Whether you want to catch some theatre or take in a drag show, nightlife in London caters to all tastes. Time Out London is your go-to for listings and publishes a weekly round-up of club nights and events. Free yearly events like Notting Hill Carnival (which takes place every August bank holiday weekend) and Pride (a month-long celebration leading up to the iconic Pride in London parade in July) exemplify the city’s rich and diverse cultural tapestry.


feyfey Yufei Liu

London is the perfect city to develop your creative career in. RCA students enjoy opportunities to collaborate with industry, volunteer with local communities and display their work at some of London’s most prestigious exhibition spaces.

Students from the School of Design have a long history of showing work at the London Design Festival, while students from across the School of Arts & Humanities have had work exhibited at Saatchi Gallery as part of the gallery’s endeavour to showcase London’s emerging art scene in their London Grads Now show.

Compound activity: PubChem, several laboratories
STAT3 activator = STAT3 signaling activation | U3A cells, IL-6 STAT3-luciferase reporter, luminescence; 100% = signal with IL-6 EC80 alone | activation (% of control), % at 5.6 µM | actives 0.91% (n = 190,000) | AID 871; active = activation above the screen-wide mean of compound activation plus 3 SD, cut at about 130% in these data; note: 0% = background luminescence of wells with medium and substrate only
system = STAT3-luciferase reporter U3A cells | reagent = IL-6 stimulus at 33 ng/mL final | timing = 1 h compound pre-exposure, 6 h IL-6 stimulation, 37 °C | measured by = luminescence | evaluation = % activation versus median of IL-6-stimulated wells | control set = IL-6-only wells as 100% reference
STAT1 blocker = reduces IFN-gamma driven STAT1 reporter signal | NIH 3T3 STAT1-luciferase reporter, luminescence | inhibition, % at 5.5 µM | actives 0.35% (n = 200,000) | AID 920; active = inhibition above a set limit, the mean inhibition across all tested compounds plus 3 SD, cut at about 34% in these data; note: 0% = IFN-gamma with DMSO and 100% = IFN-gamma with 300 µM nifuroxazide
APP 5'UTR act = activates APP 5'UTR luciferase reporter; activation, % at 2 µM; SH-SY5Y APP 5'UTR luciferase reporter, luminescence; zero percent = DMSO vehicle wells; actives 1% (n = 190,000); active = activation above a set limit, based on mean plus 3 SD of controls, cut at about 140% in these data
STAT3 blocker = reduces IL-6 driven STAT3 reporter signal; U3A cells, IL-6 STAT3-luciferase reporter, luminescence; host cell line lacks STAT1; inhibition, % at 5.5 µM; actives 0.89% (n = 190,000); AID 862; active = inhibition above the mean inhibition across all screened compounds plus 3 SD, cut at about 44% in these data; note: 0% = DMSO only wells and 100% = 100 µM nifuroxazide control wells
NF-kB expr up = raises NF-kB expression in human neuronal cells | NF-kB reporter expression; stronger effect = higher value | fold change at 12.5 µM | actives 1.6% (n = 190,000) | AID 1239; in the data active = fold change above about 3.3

London Grads Now.21 at the Saatchi Gallery - gallery with works in background

As the creative capital of the UK, London is ripe with opportunities for employment post-study and RCA students have gone on to work in an impressive variety of roles in the city and beyond.

While studying at the RCA, you’ll also encounter opportunities to work with local communities and collaborate with peers, and many RCA students attest to the lifelong connections they make at the College.

Three people sat down painting at a table. Another person is standing and guiding one of the painters.